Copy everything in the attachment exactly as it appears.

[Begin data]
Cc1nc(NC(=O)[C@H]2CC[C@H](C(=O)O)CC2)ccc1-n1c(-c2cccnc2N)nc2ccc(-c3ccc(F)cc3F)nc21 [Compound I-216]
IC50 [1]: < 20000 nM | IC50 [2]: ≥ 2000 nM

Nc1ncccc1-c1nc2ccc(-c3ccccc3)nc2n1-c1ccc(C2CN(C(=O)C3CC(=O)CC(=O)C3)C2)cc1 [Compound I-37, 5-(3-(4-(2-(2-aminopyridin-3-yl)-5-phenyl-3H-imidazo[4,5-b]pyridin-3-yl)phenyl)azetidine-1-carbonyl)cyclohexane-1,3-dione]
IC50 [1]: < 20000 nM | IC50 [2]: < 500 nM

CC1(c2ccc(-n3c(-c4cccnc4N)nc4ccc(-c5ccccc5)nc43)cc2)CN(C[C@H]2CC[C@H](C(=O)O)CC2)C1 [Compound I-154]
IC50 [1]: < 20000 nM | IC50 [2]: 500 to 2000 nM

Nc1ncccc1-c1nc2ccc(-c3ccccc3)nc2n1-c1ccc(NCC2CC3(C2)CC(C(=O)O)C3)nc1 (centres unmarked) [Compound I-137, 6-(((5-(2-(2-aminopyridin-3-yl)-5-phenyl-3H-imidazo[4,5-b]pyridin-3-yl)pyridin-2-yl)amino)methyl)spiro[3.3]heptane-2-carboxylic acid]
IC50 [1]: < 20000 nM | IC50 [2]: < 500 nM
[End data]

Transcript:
Cc1nc(NC(=O)[C@H]2CC[C@H](C(=O)O)CC2)ccc1-n1c(-c2cccnc2N)nc2ccc(-c3ccc(F)cc3F)nc21 [Compound I-216]
IC50 [1]: < 20000 nM | IC50 [2]: ≥ 2000 nM

Nc1ncccc1-c1nc2ccc(-c3ccccc3)nc2n1-c1ccc(C2CN(C(=O)C3CC(=O)CC(=O)C3)C2)cc1 [Compound I-37, 5-(3-(4-(2-(2-aminopyridin-3-yl)-5-phenyl-3H-imidazo[4,5-b]pyridin-3-yl)phenyl)azetidine-1-carbonyl)cyclohexane-1,3-dione]
IC50 [1]: < 20000 nM | IC50 [2]: < 500 nM

CC1(c2ccc(-n3c(-c4cccnc4N)nc4ccc(-c5ccccc5)nc43)cc2)CN(C[C@H]2CC[C@H](C(=O)O)CC2)C1 [Compound I-154]
IC50 [1]: < 20000 nM | IC50 [2]: 500 to 2000 nM

Nc1ncccc1-c1nc2ccc(-c3ccccc3)nc2n1-c1ccc(NCC2CC3(C2)CC(C(=O)O)C3)nc1 (centres unmarked) [Compound I-137, 6-(((5-(2-(2-aminopyridin-3-yl)-5-phenyl-3H-imidazo[4,5-b]pyridin-3-yl)pyridin-2-yl)amino)methyl)spiro[3.3]heptane-2-carboxylic acid]
IC50 [1]: < 20000 nM | IC50 [2]: < 500 nM